Documenta fifteen participants and ruangrupa art directors, collectively known as the lumbung community, announcement on September 10 that they “categorically refused” to accept the preliminary conclusions of the Documenta shareholder-appointed advisory committee which called for the immediate closure of the Tokyo Reels presentation of the film by the Subversive Film collective at the documenta fortnight. The Lumbung community said the advisory committee’s report “marks a racist drift into a pernicious structure of censorship” and denounced the committee’s recommendation as a “vicious attempt at censorship”.
The statement from the lumbung community, titled “we are angry, we are sad, we are tired, we are united”, was published on a dedicated site website and also via E-flow. It was released shortly after the advisory committee released its very abridged first report. recommendations September 10 (only in German and not in English, which is not the organisation’s usual practice of bilingualism for press releases). The advisory board wrote that it believed the “most urgent task” was “to stop the showing of the compilation of pro-Palestinian propaganda films from the 1960s-1980s by the collective subversive movie shown as Tokyo Reels Film Festival” and said the commentary provided between the films “legitimate[s] the hatred of Israel and the glorification of terrorism in the source material through their uncritical discussion. The advisory board also remarked that it believed that these films, entrusted by the Japanese filmmaker Massao Adachia former member of the Japanese Red Army with ties to the Popular Front for the Liberation of Palestine (PFLP) – “pose a greater danger in their potentially inciting effect than the work People’s justice [by Taring Padi]which has already been deleted.
The advisory panel took particular issue with a remark in the films that Israel has a “fascist” trait and was committing “genocide” against the Palestinians, which led the panel to conclude that “Israeli policy” was “associated to National Socialists,” which the International Holocaust Remembrance Alliance (IHRA) has called an anti-Semitic trope. The committee notes that the Japanese Red Army was recruited by the PFLP to carry out terrorist attacks, notably at Lod airport in 1972. The committee wrote that the “resumption of film screenings would only be conceivable if they contextualized in ways that clearly indicated their propaganda character, clearly identified their anti-Semitic elements and corrected historical misrepresentations”.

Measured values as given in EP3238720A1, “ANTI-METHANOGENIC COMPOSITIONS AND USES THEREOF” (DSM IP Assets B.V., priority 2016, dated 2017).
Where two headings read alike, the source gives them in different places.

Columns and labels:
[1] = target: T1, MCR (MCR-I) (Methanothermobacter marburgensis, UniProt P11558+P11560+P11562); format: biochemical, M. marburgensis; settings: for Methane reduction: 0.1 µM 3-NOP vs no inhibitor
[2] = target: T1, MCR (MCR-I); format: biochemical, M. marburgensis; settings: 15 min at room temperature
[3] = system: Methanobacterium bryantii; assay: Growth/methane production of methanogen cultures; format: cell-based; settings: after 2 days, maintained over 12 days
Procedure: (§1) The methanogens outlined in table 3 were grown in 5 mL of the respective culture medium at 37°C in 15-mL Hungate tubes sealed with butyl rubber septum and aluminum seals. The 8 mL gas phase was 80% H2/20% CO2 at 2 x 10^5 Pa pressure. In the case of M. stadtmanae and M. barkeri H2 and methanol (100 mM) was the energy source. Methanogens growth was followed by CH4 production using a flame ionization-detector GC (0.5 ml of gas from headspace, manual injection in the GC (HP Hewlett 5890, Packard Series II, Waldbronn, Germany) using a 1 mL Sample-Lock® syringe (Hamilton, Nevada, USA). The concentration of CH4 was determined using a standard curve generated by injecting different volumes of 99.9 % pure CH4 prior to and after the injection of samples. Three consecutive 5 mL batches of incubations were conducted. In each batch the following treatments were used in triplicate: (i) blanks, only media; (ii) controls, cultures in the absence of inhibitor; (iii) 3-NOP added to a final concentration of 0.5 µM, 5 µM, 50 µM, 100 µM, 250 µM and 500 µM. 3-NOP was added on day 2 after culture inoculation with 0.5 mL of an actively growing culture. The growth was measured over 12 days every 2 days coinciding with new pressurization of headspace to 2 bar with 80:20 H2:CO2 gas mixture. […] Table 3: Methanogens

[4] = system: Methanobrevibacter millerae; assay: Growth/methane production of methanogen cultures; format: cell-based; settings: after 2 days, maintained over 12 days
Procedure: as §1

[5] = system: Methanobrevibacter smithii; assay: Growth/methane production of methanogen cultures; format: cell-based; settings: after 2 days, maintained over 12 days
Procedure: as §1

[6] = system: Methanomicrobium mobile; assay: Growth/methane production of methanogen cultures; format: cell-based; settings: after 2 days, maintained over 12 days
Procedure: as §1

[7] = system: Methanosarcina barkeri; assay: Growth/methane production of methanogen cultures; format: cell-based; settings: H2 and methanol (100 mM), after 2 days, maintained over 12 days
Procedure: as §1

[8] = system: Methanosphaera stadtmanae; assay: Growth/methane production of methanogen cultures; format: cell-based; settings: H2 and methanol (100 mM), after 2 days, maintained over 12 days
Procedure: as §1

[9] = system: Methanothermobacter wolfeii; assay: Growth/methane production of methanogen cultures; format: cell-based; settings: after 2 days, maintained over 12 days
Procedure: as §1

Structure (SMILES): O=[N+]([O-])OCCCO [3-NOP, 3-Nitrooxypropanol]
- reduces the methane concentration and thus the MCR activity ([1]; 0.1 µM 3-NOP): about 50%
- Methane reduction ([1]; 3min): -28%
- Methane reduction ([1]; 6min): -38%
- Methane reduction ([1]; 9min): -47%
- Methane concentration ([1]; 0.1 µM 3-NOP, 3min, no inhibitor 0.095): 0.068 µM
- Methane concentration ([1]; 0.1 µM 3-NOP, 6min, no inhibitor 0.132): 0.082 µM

The Lumbung community’s statement referred to a more detailed preliminary report it had seen and cited the committee’s broader findings that criticize “the curatorial and organizational structural environment that has enabled an anti-Zionist, anti-Semitic and anti-Israeli climate.” to prevail”. The Lumbung community in turn rejected the advisory committee’s use of the IHRA’s definition of anti-Semitism, ‘which allows criticism of the State of Israel and criticism of Zionism to be confused with anti-Semitism and to “bypass the rigorous task of defining its terms.” . . effectively erasing their vast differences in metonymic blurring. The pessimistic letter characterized “the committee’s oppressive and pseudo-scientific approach. . . a way of projecting and transposing German guilt and history into Palestinian struggles and other anti-colonial struggles.
The presentation of the Subversive Film collective at the Hübner areal is still visible. Documenta fifteen will end its 100-day run on September 25.
HG Masters is ArtAsiaPacific‘s Associate Editor and Associate Publisher.